NEW ORLEANS — Seventy-five-year-old Gigi Brown finally made it home, crying as she entered her trailer for the first time since Hurricane Katrina.
“Terrible,” she said. “Nothing is to be salvaged. I don't know what to say. I don't know what to do.”
She's all alone and searching for a link to her past: a doll her sister gave her before she passed away.
“There she is. Ain’t she beautiful? She still look good. Look at this,” Brown sobs, “I was hoping to find it, you know?”
It's small comfort for a victim still waiting for a place to call home.
“Maybe FEMA, maybe, might help me out to get my life back, maybe, to get another little trailer?” Brown asks. “That's what they said they would [do].”
Some 500 people a day in Louisiana apply for FEMA trailers. The federal government estimates as many as 400,000 may be eligible.
Why is it going so slowly?
“You have to first remove debris,” explains FEMA’s Mark Misczak. “You have to restore power, you have to make sure there's appropriate levy protection. A lot of things that are still ongoing.”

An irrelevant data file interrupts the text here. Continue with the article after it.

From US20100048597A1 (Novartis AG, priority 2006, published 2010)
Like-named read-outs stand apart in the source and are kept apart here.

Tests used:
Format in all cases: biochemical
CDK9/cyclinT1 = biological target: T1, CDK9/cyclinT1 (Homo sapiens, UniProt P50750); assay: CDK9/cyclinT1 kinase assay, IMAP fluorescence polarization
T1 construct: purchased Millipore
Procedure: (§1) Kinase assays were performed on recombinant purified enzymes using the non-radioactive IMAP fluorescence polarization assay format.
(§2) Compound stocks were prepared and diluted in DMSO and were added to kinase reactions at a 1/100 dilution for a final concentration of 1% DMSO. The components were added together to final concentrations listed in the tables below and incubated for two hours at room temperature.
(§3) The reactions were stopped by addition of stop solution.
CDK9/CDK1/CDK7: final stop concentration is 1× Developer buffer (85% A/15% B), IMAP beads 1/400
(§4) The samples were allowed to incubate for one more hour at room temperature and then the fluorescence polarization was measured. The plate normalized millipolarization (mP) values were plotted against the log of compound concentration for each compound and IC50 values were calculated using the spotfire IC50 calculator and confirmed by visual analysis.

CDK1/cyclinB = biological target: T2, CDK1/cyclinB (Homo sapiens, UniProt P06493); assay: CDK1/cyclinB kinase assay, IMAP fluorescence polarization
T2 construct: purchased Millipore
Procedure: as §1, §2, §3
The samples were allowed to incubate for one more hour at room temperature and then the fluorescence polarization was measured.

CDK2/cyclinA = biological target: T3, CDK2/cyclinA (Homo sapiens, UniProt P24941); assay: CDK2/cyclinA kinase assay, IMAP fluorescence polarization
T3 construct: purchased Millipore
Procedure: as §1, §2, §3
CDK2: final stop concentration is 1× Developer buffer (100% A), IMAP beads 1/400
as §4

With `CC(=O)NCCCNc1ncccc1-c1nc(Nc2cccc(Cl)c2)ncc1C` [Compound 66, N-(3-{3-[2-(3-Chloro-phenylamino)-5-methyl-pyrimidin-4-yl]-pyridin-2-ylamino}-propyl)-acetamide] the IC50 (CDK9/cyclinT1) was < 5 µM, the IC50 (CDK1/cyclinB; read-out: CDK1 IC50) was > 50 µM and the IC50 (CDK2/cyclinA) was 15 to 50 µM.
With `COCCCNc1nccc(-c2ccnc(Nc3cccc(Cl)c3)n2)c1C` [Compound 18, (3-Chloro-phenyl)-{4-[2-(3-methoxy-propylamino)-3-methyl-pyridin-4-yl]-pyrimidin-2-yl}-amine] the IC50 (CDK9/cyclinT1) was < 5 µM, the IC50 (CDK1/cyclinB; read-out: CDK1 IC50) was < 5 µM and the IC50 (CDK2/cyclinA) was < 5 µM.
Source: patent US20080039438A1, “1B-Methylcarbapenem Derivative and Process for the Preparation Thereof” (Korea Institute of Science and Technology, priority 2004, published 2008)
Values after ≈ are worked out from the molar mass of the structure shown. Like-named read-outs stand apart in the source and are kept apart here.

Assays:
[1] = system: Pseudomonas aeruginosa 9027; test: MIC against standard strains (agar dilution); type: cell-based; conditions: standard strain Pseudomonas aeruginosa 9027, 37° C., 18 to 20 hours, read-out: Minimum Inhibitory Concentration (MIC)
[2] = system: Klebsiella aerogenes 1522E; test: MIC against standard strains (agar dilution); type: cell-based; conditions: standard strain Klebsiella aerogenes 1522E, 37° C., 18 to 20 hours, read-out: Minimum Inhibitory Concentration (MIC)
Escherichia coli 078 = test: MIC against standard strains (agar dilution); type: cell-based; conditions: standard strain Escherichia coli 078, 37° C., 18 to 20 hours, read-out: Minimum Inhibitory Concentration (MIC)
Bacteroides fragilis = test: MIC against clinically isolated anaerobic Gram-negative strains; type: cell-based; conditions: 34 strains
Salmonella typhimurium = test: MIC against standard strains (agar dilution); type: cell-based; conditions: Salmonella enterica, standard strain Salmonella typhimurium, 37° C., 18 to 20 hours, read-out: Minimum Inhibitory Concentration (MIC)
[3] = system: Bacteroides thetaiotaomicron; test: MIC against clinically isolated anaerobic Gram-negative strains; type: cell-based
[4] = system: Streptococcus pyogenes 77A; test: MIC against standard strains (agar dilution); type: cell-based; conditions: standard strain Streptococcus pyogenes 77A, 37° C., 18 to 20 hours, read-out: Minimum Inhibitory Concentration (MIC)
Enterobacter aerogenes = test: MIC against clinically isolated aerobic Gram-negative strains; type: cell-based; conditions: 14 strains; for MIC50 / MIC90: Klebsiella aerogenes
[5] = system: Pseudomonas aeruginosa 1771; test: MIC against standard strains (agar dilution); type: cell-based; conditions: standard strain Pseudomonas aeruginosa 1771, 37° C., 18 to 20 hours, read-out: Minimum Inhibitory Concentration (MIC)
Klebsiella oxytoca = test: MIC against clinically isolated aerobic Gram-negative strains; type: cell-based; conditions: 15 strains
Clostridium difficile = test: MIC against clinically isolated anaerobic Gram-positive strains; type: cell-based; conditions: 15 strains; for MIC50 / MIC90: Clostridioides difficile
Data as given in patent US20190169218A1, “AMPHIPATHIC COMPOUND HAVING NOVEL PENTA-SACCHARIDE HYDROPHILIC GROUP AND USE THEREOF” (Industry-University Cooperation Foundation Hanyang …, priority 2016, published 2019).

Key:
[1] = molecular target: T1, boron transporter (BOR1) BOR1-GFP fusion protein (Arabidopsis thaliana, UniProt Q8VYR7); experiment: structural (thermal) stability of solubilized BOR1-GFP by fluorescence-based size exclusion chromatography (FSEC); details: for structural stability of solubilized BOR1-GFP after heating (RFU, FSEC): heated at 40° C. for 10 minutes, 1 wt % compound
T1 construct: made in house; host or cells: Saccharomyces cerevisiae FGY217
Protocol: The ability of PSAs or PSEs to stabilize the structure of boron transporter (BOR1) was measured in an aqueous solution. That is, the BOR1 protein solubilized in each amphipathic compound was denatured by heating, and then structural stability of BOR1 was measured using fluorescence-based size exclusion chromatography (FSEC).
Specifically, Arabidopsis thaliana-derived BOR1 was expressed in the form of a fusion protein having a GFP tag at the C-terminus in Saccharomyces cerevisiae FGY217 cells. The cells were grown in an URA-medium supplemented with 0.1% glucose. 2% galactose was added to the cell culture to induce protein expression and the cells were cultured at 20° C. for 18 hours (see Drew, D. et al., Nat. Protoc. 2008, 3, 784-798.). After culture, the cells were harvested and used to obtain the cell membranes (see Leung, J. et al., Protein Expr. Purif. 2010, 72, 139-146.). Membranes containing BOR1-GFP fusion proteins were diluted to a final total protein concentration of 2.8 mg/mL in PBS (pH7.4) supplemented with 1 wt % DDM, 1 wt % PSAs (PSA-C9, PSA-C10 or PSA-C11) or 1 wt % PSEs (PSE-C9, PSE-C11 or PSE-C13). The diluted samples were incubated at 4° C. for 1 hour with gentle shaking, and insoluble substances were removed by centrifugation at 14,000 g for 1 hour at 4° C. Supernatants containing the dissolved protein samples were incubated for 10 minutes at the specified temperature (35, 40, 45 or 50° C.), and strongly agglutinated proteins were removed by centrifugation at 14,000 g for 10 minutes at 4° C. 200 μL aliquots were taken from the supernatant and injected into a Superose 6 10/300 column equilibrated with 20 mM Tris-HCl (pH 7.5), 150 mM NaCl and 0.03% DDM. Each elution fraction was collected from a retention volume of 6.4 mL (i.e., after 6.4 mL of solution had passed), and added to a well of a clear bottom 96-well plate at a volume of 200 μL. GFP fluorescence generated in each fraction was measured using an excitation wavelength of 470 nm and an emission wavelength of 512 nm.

So far, only 12,000 of the 25,000 promised FEMA trailers are up and running, leaving so many, like Arthur Washington, to just scrape by.
“We need a place to live,” Washington says. “Look where we living.”
Washington and his Ninth Ward neighbors say they're on a trailer waiting list, but three months after Katrina, they still have nothing. What does he make of FEMA at this point?
“It's a joke, it's a joke to me,” he says. “It's just a cluster mess-up.”
Eighty-nine-year-old Enola Merchadal, who sleeps in a car these days, says when she calls FEMA, it's always a runaround.
“It may be three months, six months, I don't know. Might be less, might be more," Merchadal says. “That's all they tell me, ‘I got you on file. We'll see that you get one.’ Yeah, Christmas is coming, too.”
It may be a holiday season, but here there are few reasons to celebrate.
“It's hard, and I can tell you that,” says Merchadal. “It's hard.”